So, here we are again, another update on Project #3. It’s been a few months since I’ve written about Project #3 and, last I wrote, it was all about getting ruthless. The bulk of the work had been done, what was written was written, and it was time to get those unnecessary words, sentences, paragraphs, and even scenes out of the manuscript. It was time to start being as objective as I could possibly be, time to start looking at my manuscript as something that’s been created and now needs its refinement. It is a time that comes for all manuscripts when you’re heading down the publishing route. It doesn’t matter if you’re going for traditional publishing or not, when you get to this stage and you feel like there’s no more to be written, then it’s time for the refinement. I certainly don’t believe it’s the easiest part of being a writer, but then what is easy about creating?
Now, let’s be brutally honest: have I cut out all the words I was hoping to? Admittedly, not quite. I’m still a few thousand out from where I’d like to be. I’ve tried being harsh and I’ve carved what I can out of this novel, attempting to be as objective about the work I have created as possible, but could I carve more? It’s likely, of course it is. However, I think that work will now come from an outside perspective. You can be the most ruthless author in all the land, but I still think second, third, and fourth opinions are necessary for any work you want to put out into the world. It’s true you know your work best, but it’s also true that an outside perspective can tell you things about your novel that you would never be able to see yourself. Will a few more thousand words need to go? I couldn’t say, but I’m sure I could find someone who could.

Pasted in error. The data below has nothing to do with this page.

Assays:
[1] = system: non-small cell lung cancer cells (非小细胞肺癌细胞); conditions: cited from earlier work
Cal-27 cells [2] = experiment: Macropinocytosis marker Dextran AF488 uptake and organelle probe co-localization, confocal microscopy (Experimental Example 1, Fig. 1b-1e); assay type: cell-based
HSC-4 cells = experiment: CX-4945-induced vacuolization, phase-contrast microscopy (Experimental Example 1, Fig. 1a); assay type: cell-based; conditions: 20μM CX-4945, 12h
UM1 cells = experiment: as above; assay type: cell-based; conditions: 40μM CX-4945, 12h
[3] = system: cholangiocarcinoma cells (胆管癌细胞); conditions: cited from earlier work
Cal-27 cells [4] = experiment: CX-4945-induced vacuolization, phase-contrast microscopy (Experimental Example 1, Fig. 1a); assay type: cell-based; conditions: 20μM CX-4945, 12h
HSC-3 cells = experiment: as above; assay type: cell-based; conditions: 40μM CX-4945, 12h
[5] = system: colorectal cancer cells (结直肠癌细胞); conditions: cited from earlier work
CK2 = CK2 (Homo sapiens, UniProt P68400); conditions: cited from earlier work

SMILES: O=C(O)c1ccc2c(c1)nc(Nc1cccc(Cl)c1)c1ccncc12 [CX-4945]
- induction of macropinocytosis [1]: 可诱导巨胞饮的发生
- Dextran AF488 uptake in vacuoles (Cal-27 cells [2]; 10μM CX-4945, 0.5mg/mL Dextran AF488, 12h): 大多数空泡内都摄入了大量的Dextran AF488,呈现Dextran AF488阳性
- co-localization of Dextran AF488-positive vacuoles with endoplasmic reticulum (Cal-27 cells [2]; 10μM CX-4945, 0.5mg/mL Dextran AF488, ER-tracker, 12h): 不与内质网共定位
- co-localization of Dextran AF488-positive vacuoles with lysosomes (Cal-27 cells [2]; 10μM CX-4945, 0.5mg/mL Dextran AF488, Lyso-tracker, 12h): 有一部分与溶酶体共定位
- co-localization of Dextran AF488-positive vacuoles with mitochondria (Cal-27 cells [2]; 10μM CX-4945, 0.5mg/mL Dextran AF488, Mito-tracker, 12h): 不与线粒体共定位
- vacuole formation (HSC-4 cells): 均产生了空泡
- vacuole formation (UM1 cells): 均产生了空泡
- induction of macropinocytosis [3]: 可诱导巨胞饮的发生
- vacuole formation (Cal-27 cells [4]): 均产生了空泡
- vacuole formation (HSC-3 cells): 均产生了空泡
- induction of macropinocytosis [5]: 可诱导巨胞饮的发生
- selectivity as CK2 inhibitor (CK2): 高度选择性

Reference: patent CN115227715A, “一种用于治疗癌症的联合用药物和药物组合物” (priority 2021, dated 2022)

Ultimately, it’s really important to be objective with your works. For me, I believe you’re the least objective when you’re creating, when you’re in those early drafts and you’re trying to create a fully realised piece of work. Once that’s done, you have the opportunity to take a step back. Stepping back can allow you to think about what parts are the weakest, what parts are strong, what parts need to go, and what needs more? Personally, that’s the easiest to do once the manuscript is in a more completed state.
But that doesn’t mean being ruthless is easy. Honestly, I think I am pretty good at it, I think I have mentioned before that I don’t find it horrendously difficult seeing words and sentences that need to go. But I also believe I could be better at it. Of course I love my work, of course I love the words that I’ve written, the characters I’ve created, the scenes that I’ve conjured, and that makes being objective difficult. I do believe that’s why having outside opinions are so important. I haven’t had anyone else read this work yet, and although it can certainly be daunting to give your work to someone else and ask them what they think from a critical standpoint where you’re asking for refinement and criticism, it’s crucial. I don’t think your work can reach a true strength unless other people have seen it, unless other people have taken a look and offered critiques. Now, critiques should obviously come from a constructive standpoint, someone should never just say, hey, this is terrible, without offering a way to make it better. Constructive criticism is valuable and it’s something all creatives need. Some people really struggle to hear what is weak in their pieces of art, but if you want your work to be strong and if you want your works to be better, you have to be open to criticism. But it’s really important that, if you’re offering criticism, it has to be constructive. You can’t just tell someone something’s bad and then move on with your life. That’s not helpful at all.